How To Build A Private Practice – Pricing Your Counseling or Coaching Services

Does thinking about pricing your services creates unnecessary anxiety and stress for you? Are you wondering how to balance the requirements of a successful business with fairness to your clients? In this video, I’ll walk you through the proper ways to price your services for optimal revenue at a fair level to your clients.

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About the 6-Figure Practice Program: 

The Six Figure Practice with Sasha Raskin, is an online program and community for helpers such as counselors and coaches, who are building their private practice. If you’re looking for a clear, step-by-step road map for creating and marketing your private practice, you’re at the right place! 

<img draggable= Free resources to grow and market your counseling private practice or coaching business: 

<img draggable= Free 22 minutes crash course – “How to Create a Thriving Counseling / Coaching Private Practice”: https://www.the6figurepractice.com/free-22-minute-crash-course

<img draggable= Free resources about marketing for therapists and marketing for coaches: https://www.the6figurepractice.com/blog 

<img draggable= Free 30-minutes strategy session with Sasha Raskin: https://www.the6figurepractice.com/schedule-a-free-30-min-strategy-session/  

<img draggable= Our accelerator program for creating a 6-figure business: 

<img draggable= The 6 Figure Practice Program: https://www.the6figurepractice.com/the-6-figure-practice-program-accelerator/ 

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<img draggable= Website: https://www.the6figurepractice.com

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<img draggable= About me: 

My name is Sasha Raskin. I’m a Number 1 Best Selling Co-Author in 12 Countries, a Doctoral student in Counseling Education and Supervision, a coach, a psychotherapist and an adjunct faculty at a graduate counseling program at Naropa University. 

One of the things I’m enjoying the most is helping other therapists and coaches build their successful private practice so that they could actually help the clients they were taught to help, and thrive themselves. I’m almost always fully booked, so my ability to work with individuals is limited. That is why I’ve created this program to deliver powerful results and create a community where you will feel supported by each other! 

This program’s primary goal is to help you build a thriving private practice, in a fun and authentic way. Counselors and coaches invest an incredible amount of time, money, and effort into building their helping skills. However, when their training ends, they usually find themselves lacking the business skills that are needed to start and run a successful private practice, feel isolated, discouraged and not knowing where to start.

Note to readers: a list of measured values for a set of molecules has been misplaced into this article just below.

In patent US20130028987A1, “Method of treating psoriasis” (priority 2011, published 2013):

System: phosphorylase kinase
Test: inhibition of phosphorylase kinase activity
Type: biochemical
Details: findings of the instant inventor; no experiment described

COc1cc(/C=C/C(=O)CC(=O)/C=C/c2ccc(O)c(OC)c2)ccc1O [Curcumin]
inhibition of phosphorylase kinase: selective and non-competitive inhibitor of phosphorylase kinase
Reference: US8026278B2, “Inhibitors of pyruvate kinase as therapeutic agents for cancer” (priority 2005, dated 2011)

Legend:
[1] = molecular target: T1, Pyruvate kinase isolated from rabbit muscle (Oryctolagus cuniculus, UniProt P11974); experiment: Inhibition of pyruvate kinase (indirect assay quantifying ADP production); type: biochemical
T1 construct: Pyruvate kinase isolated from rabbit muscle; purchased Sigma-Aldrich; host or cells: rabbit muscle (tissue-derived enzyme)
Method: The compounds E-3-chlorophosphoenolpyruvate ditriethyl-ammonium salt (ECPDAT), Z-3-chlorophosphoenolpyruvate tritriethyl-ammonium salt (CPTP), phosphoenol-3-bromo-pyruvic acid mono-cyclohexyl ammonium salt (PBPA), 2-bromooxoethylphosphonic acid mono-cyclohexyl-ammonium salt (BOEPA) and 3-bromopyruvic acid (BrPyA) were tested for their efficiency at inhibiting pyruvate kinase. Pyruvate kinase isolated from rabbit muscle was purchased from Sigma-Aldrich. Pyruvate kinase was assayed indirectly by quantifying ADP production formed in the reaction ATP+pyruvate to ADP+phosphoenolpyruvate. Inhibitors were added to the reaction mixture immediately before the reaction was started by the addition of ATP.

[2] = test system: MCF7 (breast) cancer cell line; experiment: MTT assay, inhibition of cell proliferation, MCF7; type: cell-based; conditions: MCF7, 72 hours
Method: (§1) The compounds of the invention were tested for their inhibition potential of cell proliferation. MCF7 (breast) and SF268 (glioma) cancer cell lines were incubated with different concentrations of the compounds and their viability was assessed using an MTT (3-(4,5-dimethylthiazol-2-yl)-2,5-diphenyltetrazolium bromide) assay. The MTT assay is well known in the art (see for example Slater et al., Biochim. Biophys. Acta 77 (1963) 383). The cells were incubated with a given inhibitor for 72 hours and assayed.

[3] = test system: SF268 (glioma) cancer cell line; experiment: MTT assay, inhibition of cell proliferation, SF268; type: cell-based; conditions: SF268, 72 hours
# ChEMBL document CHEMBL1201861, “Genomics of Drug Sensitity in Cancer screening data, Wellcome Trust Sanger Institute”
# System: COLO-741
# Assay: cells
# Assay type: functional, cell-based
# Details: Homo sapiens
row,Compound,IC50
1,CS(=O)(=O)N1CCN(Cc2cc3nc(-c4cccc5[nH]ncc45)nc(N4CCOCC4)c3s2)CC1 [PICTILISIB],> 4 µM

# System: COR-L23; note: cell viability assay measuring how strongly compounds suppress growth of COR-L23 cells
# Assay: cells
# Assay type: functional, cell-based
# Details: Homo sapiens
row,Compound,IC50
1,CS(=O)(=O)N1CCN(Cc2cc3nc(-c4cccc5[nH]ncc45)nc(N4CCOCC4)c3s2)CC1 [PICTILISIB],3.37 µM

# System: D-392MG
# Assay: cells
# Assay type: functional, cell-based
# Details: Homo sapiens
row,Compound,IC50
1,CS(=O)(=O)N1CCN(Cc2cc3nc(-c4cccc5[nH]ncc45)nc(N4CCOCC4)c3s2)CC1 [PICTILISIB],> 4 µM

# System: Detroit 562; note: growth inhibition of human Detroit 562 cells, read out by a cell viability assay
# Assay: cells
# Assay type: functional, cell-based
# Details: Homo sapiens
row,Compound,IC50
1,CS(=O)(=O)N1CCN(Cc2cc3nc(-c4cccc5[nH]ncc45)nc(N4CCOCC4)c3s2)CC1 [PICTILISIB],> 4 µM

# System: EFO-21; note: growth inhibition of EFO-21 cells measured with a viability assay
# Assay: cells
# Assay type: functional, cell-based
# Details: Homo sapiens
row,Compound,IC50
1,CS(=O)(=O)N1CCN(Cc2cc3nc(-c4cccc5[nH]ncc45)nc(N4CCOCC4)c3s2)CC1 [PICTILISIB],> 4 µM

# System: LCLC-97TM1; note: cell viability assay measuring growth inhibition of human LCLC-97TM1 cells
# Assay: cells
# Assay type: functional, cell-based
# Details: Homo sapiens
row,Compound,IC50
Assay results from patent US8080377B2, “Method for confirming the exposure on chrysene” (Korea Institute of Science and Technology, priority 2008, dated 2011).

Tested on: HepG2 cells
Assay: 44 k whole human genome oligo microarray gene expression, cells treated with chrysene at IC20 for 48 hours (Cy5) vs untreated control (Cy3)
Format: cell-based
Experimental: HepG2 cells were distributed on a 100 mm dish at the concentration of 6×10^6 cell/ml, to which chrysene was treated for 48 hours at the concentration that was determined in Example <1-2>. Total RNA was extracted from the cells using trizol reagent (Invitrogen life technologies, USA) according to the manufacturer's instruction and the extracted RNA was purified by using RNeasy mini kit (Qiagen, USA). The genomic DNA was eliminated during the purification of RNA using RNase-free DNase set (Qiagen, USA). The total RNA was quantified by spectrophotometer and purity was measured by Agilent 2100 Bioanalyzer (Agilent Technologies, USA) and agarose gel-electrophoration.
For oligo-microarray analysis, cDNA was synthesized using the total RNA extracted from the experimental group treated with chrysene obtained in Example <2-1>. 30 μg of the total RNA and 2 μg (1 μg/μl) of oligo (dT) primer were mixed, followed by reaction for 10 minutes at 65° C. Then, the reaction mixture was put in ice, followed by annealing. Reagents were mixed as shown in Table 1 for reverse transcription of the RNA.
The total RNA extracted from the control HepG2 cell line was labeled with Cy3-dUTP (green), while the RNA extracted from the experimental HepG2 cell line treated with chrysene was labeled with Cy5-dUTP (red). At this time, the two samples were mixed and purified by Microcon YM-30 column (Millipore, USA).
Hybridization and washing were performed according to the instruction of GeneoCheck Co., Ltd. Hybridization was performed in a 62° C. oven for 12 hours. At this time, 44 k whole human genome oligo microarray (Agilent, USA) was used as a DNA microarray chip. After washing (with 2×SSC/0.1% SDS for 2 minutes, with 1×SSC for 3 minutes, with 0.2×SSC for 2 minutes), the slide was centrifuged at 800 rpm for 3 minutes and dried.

I believe that to be truly helpful to others, therapists and coaches have to learn to thrive themselves and definitely know how to get clients whom they can help. 

This is where this program comes in. If you’re willing to learn and work hard, a 6-figure private practice is within your reach in a year – 2 years. This program will give you a clear outline, and detailed instructions on how to get there.

How To Build A Private Practice

Hi. Sasha from the Six Figure Practice here. Today we’re going to talk about pricing strategies for your business. Whether you’re a coach or a counselor you probably had moments where you were not clear on what is the best way for you to price your services. And I get it though, so many moving parts in it and all of those contributors deserve to be looked at.

Now, as a helper I was many times stuck myself, about meaning coach or counselor or both, because there is this delicate balance of I need to have a business that can sustain itself and even lead me towards financial freedom. And on the other hand there are many clients who cannot afford higher fees or can afford very little and there are clients who definitely can afford high fees and also actually expect that from someone who is an expert. So there is so much confusion around what to charge, how to make decisions in terms of what is the best price to put on your service, because how do you put a number on helping others change their lives? So I get why so many of my clients feel stuck with that.

Now, what’s most helpful to keep in mind is that there is the ability to experiment with different pricing and there is a range and you can make decisions in terms of what is the best pricing to put on your services today, because you will need different numbers for different stages of your business.

So in a moment you’ll see a video where I talk about those things. A quick heads up, the video quality is slightly lower because it was a Facebook Live video and Facebook compresses Facebook Live videos. The audio quality is still good, so I hope it won’t bother you too much. While you watch this video or listen if you’re during something else doing that, think about kind of the emotional part and the thoughts and beliefs that you have about what you deserve and don’t deserve, about the actual intention behind you putting that specific price that you have right now on your services – is it from a place of fear, being rejected, losing all your clients if you’re under charging, is it from a place of greed maybe? And of course, it’s so much complexity in this, so it’s totally worth unpacking it.